When it comes to training, we’re often told we should run a bit longer, a bit faster and a bit more often if we want to improve. But that’s not always the case. Sometimes running less is best.
When and why you should (sometimes) run less
Sometimes doing less can actually get you more. This is especially true when it comes to recovery, an essential part of the training process. After any race or hard workout or during scheduled downtime such as between training cycles, most of your running should be very easy, at a relaxed pace and shorter duration/less time than what you’re used to. These easy runs provide a number of important benefits without stressing the body and increasing the risk of injury.
Not only does this allow the body to physically recover and prepare itself for subsequent training, it also provides an all-important and essential mental break as well.
What you should do instead
Running a bit less overall and at a lower intensity will also provide the time and energy you need to focus and improve upon oft-ignored and neglected aspects of training such as diet, sleep and supplemental fitness and exercise.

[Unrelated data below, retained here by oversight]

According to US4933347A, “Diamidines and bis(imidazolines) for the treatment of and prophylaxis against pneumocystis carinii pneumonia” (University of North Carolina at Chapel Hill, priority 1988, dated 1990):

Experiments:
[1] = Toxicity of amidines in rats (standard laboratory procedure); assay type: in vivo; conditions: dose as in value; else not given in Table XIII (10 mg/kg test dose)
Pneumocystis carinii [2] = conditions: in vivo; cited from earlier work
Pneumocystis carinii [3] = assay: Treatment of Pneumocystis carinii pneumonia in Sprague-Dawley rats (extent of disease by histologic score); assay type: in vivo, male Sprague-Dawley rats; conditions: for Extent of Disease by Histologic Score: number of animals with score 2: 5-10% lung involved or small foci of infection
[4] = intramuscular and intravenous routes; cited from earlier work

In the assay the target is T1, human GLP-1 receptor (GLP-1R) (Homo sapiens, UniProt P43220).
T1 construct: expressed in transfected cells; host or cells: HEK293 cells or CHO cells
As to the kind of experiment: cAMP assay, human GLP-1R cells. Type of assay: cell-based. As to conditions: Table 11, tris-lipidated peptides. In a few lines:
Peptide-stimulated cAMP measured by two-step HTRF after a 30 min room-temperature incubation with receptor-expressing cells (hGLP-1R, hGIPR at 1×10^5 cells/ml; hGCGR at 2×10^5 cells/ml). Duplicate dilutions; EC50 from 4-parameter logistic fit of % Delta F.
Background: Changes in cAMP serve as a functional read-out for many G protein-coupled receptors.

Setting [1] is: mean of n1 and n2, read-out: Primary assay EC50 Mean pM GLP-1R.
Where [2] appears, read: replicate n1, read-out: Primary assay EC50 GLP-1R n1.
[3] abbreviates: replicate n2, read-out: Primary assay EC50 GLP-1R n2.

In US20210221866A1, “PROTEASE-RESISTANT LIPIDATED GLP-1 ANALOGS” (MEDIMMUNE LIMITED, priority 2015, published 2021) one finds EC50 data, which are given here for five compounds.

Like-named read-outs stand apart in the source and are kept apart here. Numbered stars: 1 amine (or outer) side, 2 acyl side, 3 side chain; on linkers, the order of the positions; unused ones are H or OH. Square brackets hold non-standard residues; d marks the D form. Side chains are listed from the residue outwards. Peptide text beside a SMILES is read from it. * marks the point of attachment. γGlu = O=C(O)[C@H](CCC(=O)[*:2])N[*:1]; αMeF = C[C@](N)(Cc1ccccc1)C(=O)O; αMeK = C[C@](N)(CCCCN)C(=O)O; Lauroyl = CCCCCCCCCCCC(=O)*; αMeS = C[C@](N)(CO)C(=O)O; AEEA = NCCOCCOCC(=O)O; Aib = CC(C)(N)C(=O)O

Take as little as an extra 10-20 minutes a day–the time you’d normally be running–to dedicate to strength and core work, stretching and flexibility or cross-training activities. Spend that time preparing a healthy meal or exploring new recipe ideas. Sleep in an extra 30 minutes in the morning or hit the hay a bit earlier than you would.
Use days not running to engage in other forms of exercise such as swimming, biking or team sports. Spend more time with family and friends (the same ones you neglected during peak training).
The point here is that time away from running and the daily grind of training is good for both your body and your mind. It should leave you feeling rested, refreshed and ready to resume hard training when the time comes.